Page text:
Grumman G-73 Mallard

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G-73 Mallard
Grumman G-73T Turbo Mallard of Pearl Aviation landing at Darwin Airport (2010)
Role Amphibious airliner
Manufacturer Grumman
First flight 30 April 1946
Status In service, mainly private and 3 with Paspaley Pearling Company
Primary user Chalk's Ocean Airways (historic)
Produced 1946–1951
Number built 59
Developed into Grumman HU-16 Albatross

The Grumman G-73 Mallard is a medium, twin-engined amphibious aircraft. Many have been modified by replacing the original Pratt & Whitney Wasp H radial engines with modern turboprop engines. Manufactured from 1946 to 1951, production ended when Grumman's larger SA-16 Albatross was introduced.

Design and development[edit]

G-73 Mallard at the Air Zoo

Building on the success of the Goose and Widgeon, Grumman Aircraft developed larger G-73 Mallard for commercial use. Retaining many of the features of the smaller aircraft, such as twin radial engines, high wings with underwing floats, retractable landing gear and a large straight tail, the company built 59 Mallards between 1946 and 1951. Unlike the smaller aircraft, the Mallard featured tricycle gear, stressed skin, a two-step hull and wingtip fuel tanks.

Operational history[edit]

Northern Consolidated Air G-73 Mallard (Katmai National Park & Preserve)

The Mallard prototype first flew on 30 April 1946, with the first production aircraft entering service in September of that year. While the Mallard was designed for regional airline operations with two pilots and ten passengers, especially aimed at harbor-based, city-to-city hops on the eastern seaboard, postwar surplus aircraft sales and the availability of smaller airports limited market potential. A number of smaller air carriers did use the Mallard in its intended role, notably Tahiti-Hawaii Airlines and Pacific Western Airlines (Canada). However, most of the 59 Mallards delivered were for corporate use. A prominent user in the United States was Roy Fruehauf and the Fruehauf Trailer Corporation. Fruehauf owned and operated a fishing camp, Killarney Lodge at Georgian Bay, Canada, and ferried customers there from Detroit. Another Detroiter, William Packer of General Motors, also owned a Mallard, which he often flew to Killarney.[1] another Mallard was purchased in the early 1950s by the Aga Khan.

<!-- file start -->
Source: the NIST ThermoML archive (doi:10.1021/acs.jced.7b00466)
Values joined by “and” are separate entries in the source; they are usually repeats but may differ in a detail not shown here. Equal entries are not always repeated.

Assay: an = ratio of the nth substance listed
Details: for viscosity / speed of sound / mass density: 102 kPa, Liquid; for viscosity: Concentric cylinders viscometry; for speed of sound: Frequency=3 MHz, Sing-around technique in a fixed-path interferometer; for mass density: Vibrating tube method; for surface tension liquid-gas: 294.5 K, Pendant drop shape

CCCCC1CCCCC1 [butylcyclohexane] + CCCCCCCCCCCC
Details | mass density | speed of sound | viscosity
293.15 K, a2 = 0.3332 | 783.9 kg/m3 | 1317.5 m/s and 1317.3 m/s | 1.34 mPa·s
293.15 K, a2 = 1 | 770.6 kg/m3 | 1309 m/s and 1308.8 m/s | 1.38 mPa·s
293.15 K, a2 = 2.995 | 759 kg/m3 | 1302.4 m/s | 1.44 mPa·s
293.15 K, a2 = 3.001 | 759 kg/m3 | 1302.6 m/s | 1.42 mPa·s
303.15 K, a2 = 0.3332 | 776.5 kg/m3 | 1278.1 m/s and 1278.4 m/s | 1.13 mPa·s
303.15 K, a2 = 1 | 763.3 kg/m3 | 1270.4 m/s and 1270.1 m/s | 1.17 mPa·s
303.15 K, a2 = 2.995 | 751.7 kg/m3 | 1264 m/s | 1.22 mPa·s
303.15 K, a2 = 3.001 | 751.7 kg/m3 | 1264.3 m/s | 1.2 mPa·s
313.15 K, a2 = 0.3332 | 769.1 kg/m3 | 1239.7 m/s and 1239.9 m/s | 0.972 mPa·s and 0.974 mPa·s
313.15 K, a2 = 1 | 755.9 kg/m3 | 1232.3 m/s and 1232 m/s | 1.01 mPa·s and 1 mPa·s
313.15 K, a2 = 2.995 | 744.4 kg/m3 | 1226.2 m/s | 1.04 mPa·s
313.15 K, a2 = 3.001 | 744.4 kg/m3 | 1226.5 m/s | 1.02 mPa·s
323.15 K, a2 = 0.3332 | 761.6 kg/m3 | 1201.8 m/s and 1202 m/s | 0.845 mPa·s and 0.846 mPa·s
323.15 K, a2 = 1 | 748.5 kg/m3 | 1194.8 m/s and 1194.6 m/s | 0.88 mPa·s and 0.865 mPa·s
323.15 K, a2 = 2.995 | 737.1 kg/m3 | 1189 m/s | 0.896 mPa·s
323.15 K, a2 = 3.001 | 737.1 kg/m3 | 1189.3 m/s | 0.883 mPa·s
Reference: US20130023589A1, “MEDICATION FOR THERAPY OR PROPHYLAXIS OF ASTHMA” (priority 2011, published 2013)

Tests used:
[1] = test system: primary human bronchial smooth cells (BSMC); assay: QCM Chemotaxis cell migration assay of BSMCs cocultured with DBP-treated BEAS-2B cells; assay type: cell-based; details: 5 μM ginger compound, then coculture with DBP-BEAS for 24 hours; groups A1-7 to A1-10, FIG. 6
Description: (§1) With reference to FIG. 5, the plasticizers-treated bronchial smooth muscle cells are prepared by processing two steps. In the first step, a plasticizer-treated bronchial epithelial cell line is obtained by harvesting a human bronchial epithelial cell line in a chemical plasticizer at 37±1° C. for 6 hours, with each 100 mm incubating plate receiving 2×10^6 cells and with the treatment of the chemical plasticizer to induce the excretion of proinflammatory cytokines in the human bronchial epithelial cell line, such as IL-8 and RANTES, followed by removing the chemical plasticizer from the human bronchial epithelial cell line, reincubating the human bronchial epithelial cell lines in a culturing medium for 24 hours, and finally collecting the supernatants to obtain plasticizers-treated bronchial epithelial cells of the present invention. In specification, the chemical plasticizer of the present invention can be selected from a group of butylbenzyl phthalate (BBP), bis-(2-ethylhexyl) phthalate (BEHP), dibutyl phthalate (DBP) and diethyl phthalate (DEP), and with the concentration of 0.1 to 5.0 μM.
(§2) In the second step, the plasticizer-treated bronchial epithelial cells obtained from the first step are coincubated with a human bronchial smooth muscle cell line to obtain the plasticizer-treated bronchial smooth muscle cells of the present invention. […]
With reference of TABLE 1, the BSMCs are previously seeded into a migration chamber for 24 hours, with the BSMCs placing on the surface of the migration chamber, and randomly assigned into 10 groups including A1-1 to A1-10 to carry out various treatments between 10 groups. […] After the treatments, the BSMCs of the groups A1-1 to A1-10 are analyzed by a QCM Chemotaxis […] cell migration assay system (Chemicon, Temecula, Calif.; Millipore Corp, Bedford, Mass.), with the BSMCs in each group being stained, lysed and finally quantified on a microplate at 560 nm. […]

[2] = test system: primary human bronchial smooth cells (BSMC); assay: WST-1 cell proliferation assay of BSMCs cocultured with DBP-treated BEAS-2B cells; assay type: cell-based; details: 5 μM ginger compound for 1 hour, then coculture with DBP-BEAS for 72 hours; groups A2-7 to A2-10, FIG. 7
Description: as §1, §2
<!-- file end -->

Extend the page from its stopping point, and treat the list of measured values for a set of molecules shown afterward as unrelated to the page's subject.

The Toronto Globe & Mail newspaper owned one for use as a "flying newsroom".[2]

The Royal Egyptian Air Force used a Mallard as part of their Royal Flight; it was reportedly King Farouk's favourite aircraft.[3]

The Mallard received a new lease of life in the 1970s when a number of airframes were refitted by Frakes Aviation with Pratt & Whitney Canada PT6A turbines and upgraded for 17 passengers, to become "Turbo Mallards". Today, through attrition, only 32 Mallards remain registered in the United States. Many of the rest are in use around the globe.

A similar program has been undertaken by Paspaley Pearling in combination with Aeronautical Engineers Australia to fit new engines and modernize its Mallard fleet, which is used to support its pearling operations in Northern Australia. The fleet has been extensively rebuilt and also refitted with PT6A turbines, and is currently undergoing a life extension program.


Chalk's flight 101 in 2005[edit]

Turbo Mallard of Chalk's International Airline on a scheduled service at Bimini, Bahamas, in November 1989 after arriving from Miami Harbor.

Chalk's Ocean Airways purchased Mallard N1208 from the Fruehauf Corporation and later acquired several other examples of the aircraft. The type received much attention after a Turbo Mallard, operating as Chalk's Ocean Airways Flight 101, crashed after takeoff from Miami Harbor on December 19, 2005, bound for Bimini, Bahamas. Eighteen passengers and two crew perished when the right wing separated from the fuselage of the 58-year-old aircraft.[4] The cause of the accident was determined by the subsequent investigation to be undetected cracks and/or corrosion in the wing spar.